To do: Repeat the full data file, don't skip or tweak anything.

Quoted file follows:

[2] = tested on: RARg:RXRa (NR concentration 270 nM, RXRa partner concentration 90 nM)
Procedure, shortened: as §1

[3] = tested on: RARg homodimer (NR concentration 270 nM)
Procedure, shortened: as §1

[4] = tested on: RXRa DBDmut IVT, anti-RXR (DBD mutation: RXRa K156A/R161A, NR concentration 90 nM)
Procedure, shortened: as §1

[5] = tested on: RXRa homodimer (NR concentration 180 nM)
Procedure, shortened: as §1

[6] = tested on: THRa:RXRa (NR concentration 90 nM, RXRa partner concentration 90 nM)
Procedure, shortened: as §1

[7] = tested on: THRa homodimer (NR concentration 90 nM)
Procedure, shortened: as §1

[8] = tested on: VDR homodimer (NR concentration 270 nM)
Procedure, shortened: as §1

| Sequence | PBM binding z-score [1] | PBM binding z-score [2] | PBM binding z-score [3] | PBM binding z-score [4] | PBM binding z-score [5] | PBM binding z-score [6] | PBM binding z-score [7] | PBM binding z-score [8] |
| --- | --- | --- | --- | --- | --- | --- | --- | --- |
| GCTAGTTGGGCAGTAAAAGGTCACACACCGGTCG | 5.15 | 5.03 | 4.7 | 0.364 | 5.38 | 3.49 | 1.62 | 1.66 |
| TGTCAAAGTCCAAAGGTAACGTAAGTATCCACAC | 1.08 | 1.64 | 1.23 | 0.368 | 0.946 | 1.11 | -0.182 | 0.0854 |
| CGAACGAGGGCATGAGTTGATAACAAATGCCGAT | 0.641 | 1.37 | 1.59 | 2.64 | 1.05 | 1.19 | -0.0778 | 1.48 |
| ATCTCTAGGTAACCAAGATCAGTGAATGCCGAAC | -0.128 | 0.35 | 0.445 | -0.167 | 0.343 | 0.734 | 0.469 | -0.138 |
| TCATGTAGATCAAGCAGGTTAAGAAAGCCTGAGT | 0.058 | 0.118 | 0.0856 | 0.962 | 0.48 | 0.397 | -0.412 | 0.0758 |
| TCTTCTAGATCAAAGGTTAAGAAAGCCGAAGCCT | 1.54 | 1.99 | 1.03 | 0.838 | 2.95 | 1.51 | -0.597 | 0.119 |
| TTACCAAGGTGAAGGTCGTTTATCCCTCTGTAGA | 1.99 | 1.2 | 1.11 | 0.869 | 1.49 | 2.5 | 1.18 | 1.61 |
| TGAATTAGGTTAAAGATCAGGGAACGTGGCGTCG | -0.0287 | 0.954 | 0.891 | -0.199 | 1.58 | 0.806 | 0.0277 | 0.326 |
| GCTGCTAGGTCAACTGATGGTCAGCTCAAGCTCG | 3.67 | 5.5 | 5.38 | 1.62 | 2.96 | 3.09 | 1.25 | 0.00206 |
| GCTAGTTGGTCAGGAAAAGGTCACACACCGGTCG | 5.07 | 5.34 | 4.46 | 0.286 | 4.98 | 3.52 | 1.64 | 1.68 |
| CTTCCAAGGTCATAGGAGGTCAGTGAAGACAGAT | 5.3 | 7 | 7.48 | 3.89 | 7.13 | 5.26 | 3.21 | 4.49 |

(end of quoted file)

[2] = tested on: RARg:RXRa (NR concentration 270 nM, RXRa partner concentration 90 nM)
Procedure, shortened: as §1

[3] = tested on: RARg homodimer (NR concentration 270 nM)
Procedure, shortened: as §1

[4] = tested on: RXRa DBDmut IVT, anti-RXR (DBD mutation: RXRa K156A/R161A, NR concentration 90 nM)
Procedure, shortened: as §1

[5] = tested on: RXRa homodimer (NR concentration 180 nM)
Procedure, shortened: as §1

[6] = tested on: THRa:RXRa (NR concentration 90 nM, RXRa partner concentration 90 nM)
Procedure, shortened: as §1

[7] = tested on: THRa homodimer (NR concentration 90 nM)
Procedure, shortened: as §1

[8] = tested on: VDR homodimer (NR concentration 270 nM)
Procedure, shortened: as §1

| Sequence | PBM binding z-score [1] | PBM binding z-score [2] | PBM binding z-score [3] | PBM binding z-score [4] | PBM binding z-score [5] | PBM binding z-score [6] | PBM binding z-score [7] | PBM binding z-score [8] |
| --- | --- | --- | --- | --- | --- | --- | --- | --- |
| GCTAGTTGGGCAGTAAAAGGTCACACACCGGTCG | 5.15 | 5.03 | 4.7 | 0.364 | 5.38 | 3.49 | 1.62 | 1.66 |
| TGTCAAAGTCCAAAGGTAACGTAAGTATCCACAC | 1.08 | 1.64 | 1.23 | 0.368 | 0.946 | 1.11 | -0.182 | 0.0854 |
| CGAACGAGGGCATGAGTTGATAACAAATGCCGAT | 0.641 | 1.37 | 1.59 | 2.64 | 1.05 | 1.19 | -0.0778 | 1.48 |
| ATCTCTAGGTAACCAAGATCAGTGAATGCCGAAC | -0.128 | 0.35 | 0.445 | -0.167 | 0.343 | 0.734 | 0.469 | -0.138 |
| TCATGTAGATCAAGCAGGTTAAGAAAGCCTGAGT | 0.058 | 0.118 | 0.0856 | 0.962 | 0.48 | 0.397 | -0.412 | 0.0758 |
| TCTTCTAGATCAAAGGTTAAGAAAGCCGAAGCCT | 1.54 | 1.99 | 1.03 | 0.838 | 2.95 | 1.51 | -0.597 | 0.119 |
| TTACCAAGGTGAAGGTCGTTTATCCCTCTGTAGA | 1.99 | 1.2 | 1.11 | 0.869 | 1.49 | 2.5 | 1.18 | 1.61 |
| TGAATTAGGTTAAAGATCAGGGAACGTGGCGTCG | -0.0287 | 0.954 | 0.891 | -0.199 | 1.58 | 0.806 | 0.0277 | 0.326 |
| GCTGCTAGGTCAACTGATGGTCAGCTCAAGCTCG | 3.67 | 5.5 | 5.38 | 1.62 | 2.96 | 3.09 | 1.25 | 0.00206 |
| GCTAGTTGGTCAGGAAAAGGTCACACACCGGTCG | 5.07 | 5.34 | 4.46 | 0.286 | 4.98 | 3.52 | 1.64 | 1.68 |
| CTTCCAAGGTCATAGGAGGTCAGTGAAGACAGAT | 5.3 | 7 | 7.48 | 3.89 | 7.13 | 5.26 | 3.21 | 4.49 |